The thought pattern of physics and mathematics is at least to some extent based on the fact that basic components of the physical universe (“elementary particles”, basic constants and laws) did not change for almost 13.7 billion years (proposal by Dirac to explain a huge ratio of strengths of the electromagnetic to gravitational forces by assuming that they change with time is experimentally proven to be incorrect). On the other hand within physics and mathematics, scientific disciplines develop which have significant implication for social sciences. Examples are: complexity theory (the property of a real world that is manifest in an inability of any formalism being adequate to capture all of its properties. It requires that we find distinctly different ways of interacting with the system. “Distinctly different” in a sense that when we make successful models, the formal systems needed to describe each distinct aspect are not derivable from each other (B. Rosen, D. Mikulecky, Merrill Flood, S. Kaufmann and Murray Gell-Mann’s The Quark and the Jaguar: Adventures in the Simple and the Complex)), fractals, game theory (John von Neumann and Oskar Morgenstern, 1944) and Catastrophe theory.24

“Einstein stressed that the most incomprehensible thing about the world is that it is comprehensible.”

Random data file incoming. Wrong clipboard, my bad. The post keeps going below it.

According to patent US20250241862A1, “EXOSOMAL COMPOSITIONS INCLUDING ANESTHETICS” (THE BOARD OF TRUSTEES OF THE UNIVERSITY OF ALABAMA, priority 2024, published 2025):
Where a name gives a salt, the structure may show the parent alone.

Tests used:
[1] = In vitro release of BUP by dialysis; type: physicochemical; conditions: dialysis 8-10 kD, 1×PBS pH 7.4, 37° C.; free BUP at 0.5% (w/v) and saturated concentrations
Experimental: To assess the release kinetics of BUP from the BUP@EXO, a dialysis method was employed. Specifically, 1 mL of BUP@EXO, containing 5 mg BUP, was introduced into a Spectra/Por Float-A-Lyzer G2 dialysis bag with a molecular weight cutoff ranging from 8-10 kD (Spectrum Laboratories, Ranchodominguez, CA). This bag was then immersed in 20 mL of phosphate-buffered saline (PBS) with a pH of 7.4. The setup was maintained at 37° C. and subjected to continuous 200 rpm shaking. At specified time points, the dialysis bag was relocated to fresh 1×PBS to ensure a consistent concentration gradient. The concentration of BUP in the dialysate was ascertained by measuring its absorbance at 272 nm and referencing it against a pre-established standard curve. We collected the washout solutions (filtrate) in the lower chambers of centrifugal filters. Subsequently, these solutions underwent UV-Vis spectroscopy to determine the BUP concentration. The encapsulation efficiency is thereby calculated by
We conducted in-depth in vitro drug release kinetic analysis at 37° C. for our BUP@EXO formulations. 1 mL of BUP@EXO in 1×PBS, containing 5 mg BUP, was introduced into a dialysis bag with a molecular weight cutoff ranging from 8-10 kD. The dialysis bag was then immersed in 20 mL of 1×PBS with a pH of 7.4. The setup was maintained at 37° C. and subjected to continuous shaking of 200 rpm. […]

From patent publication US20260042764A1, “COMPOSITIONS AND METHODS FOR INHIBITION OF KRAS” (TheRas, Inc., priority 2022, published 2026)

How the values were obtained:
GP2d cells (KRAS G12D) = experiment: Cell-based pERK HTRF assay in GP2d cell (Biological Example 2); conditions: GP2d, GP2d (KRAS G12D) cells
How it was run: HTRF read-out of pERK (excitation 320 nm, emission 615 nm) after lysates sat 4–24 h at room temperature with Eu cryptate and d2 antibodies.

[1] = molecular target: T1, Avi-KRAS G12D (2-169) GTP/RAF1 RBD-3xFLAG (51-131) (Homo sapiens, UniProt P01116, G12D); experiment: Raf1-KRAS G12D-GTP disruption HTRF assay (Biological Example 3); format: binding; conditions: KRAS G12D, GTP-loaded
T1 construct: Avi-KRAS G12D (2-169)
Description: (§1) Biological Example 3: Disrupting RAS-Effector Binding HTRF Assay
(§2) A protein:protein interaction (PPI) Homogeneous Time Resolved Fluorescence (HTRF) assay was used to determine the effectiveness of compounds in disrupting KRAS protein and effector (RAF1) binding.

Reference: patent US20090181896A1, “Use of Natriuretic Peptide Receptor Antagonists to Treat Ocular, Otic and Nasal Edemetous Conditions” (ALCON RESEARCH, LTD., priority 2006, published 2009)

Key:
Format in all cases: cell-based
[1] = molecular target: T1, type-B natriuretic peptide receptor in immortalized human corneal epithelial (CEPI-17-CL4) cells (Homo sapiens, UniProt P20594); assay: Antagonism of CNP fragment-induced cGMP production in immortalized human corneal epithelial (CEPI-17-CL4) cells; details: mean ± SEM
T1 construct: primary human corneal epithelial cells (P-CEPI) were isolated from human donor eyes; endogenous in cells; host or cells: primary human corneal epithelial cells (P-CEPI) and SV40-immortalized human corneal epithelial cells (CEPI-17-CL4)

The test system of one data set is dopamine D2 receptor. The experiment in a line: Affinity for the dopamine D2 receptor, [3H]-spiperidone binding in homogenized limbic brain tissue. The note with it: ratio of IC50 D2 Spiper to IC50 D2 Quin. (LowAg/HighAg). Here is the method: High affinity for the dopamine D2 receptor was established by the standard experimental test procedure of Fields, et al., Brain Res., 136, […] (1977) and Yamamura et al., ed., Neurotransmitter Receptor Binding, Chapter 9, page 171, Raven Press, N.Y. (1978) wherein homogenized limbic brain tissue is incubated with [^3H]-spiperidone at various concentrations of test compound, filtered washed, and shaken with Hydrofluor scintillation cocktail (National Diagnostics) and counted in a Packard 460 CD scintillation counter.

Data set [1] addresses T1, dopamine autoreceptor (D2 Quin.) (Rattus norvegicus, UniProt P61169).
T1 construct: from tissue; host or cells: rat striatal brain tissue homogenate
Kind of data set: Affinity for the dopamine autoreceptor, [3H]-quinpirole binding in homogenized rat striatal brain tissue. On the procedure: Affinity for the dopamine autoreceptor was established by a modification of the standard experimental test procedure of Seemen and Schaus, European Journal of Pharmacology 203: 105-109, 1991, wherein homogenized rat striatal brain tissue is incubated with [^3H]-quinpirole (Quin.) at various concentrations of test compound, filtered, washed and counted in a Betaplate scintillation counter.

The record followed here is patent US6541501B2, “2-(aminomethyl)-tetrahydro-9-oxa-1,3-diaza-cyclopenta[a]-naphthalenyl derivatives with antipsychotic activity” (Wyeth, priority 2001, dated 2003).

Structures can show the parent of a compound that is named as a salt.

Einstein stressed that the most incomprehensible thing about the world is that it is comprehensible, but M. Rees at the Academia Europaea Annual Conference in Liverpool in 2008 questioned: “Are we capable of understanding the physical universe?” Eugene Wigner in his article published in 1960 stressed the unreasonable effectiveness of mathematics in the natural sciences:25 “Enormous usefulness of mathematics in natural sciences borders on the mysterious and there is no rational explanation for it.” It is not surprising: that physicists were led to introduce fuzzy logic (i.e. certain to some extent), that arguing with a friend N. Bohr said, “You are not thinking, you are just being logical!”, that K. Gödel showed that there are truths beyond proof and R. Penrose wrote that “reason destroys itself”,26 that Einstein claimed that “common sense is the collection of prejudices acquired by the age of 18”, that Pascal claimed, “We know the truth not only by reason, but also by our heart. It is through the latter that we know the first principle, and reason – which has nothing to do with it – tries in vain to refute it.”27 Is common sense that segment of our thought that is generated by evolution, and can we ask the unthinkable – for e.g. in the third generation warfare, where plans are prepared for unthinkable attacks? Of course, art knew it much earlier. Dostoyevsky wrote in Notes from Underground that blind faith in reason is dangerous. “The most destructive and dangerous of all religions is the newfound faith in the power of reason and perfectibility of man.” Humans cannot live by rational thoughts alone.28